Saturday is October 3; Sunday is October 4.  News flash, right?  But on the evening of the 3rd (which is liturgically the beginning of the 4th), in 1226, at the Porziuncola at Santa Maria degli Angeli, Francis of Assisi died.

          It is no great secret that I have had a tremendous affection for and devotion to St Francis for a long number of years—beginning, actually, in college, but solidified with my first visit to Assisi in 1985 (I’ve been there almost 70 times since then!).  His legacy of humility and peace intimately pervades his native town.  It is a joy to be there. 

          Here is a mini-travel log of “sites to see” (EVERY ONE a place of and for prayer):

  • The massive multi-level basilica where, in the crypt, the saint is now entombed.  He is surrounded by the remains of some of his closest companions (including “Brother” Jacoba in the area just before entering the crypt).  The upper basilica, as it is called, has the famous fresco series of his life, painted by Giotto.  The “lower basilica,” the original church, is decorated by all the leading artists of the 13th/14th centuries.
  • The old cathedral of Santa Maria Maggiore, still the residence of the bishop, where Francis famously “despoiled” himself of his parents’ inheritance, including taking off and returning his clothes.
  • Santa Chiara, where Francis was first buried (then called San Giorgio), and where St Clare is also entombed.  In a side chapel is the famous “San Damiano crucifix,” when Francis, in prayer, heard the challenge “Go, rebuild my Church.”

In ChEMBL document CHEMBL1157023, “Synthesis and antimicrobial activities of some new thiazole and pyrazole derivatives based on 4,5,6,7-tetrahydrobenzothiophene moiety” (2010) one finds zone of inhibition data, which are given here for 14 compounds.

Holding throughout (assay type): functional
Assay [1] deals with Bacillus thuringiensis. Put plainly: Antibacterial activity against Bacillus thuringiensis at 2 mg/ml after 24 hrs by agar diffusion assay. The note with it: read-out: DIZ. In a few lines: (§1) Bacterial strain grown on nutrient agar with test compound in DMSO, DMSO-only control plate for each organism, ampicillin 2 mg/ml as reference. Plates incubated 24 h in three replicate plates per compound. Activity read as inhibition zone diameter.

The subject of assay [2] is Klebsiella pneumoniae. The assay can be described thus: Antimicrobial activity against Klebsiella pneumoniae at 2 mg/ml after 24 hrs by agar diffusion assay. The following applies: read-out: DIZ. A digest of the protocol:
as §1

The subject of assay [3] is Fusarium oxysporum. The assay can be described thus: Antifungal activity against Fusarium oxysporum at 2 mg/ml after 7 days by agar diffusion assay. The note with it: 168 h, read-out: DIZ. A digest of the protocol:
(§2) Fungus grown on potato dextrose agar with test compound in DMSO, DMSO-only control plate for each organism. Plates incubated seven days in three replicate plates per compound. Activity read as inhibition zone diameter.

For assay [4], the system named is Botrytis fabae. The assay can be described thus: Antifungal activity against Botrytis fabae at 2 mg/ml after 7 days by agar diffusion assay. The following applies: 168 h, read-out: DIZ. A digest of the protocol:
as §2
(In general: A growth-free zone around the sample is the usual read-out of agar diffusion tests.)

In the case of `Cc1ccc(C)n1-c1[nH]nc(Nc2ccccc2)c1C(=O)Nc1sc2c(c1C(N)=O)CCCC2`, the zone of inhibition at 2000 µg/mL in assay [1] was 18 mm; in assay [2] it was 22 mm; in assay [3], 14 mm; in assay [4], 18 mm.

• San Ruffino, the current cathedral, where Francis (and Clare) were baptized.)
  • San Damiano, the first church Francis rebuilt, now significantly expanded, the home of a Franciscan novitiate, and THE best place to be for Evening Prayer and Adoration.
  • The Eremo dei Carceri, on the slopes of Mt Subasio (only for the hearty of heart and foot!)—now a friary, but then a series of caves owned by the Benedictines, where Francis often went to pray.

His writings and recorded prayers are minimal but powerful.  My personal favorite prayer is his before the San Damiano Crucifix:  “Most high and glorious God, bring light to the darkness of my heart.  Give me right faith, certain, hope, and perfect charity.  Lord, grant me insight and wisdom so I may always discern your holy and true will.”  What were his concerns, as he expressed them in his writings?  He wanted humility, obedience to and thinking with the Church, reverence for the Eucharist, poverty (= detachment and submissiveness), and active charity.  Does this sound like Mother Teresa?  It should…

          Il Poverello—a descriptive of Francis that is difficult to translate—traditionally, “Little Poor Man,” though “Poor Little Man” might be better, if it weren’t misleading in English colloquialism.  Let’s just give him one name:  Francis.